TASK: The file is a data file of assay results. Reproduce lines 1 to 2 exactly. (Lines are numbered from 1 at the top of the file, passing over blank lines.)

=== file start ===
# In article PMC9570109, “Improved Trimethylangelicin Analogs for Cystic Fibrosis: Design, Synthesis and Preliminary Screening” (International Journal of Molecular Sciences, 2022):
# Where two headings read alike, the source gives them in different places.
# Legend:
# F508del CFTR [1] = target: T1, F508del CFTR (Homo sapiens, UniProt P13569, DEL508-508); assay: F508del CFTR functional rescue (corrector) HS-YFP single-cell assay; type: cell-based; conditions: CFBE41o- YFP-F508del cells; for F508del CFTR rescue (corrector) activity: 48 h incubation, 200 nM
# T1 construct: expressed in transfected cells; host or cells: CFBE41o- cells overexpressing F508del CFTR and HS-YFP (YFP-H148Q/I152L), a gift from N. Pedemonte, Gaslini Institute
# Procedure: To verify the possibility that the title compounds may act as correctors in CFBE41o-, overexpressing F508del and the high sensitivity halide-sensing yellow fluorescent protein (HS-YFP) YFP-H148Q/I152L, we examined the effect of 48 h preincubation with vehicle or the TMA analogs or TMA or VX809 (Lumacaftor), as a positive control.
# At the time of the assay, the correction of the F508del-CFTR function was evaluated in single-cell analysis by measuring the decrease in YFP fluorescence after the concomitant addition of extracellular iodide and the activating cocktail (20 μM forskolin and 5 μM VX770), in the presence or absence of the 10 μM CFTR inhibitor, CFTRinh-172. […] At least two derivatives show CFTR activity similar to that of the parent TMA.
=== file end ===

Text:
# In article PMC9570109, “Improved Trimethylangelicin Analogs for Cystic Fibrosis: Design, Synthesis and Preliminary Screening” (International Journal of Molecular Sciences, 2022):
# Where two headings read alike, the source gives them in different places.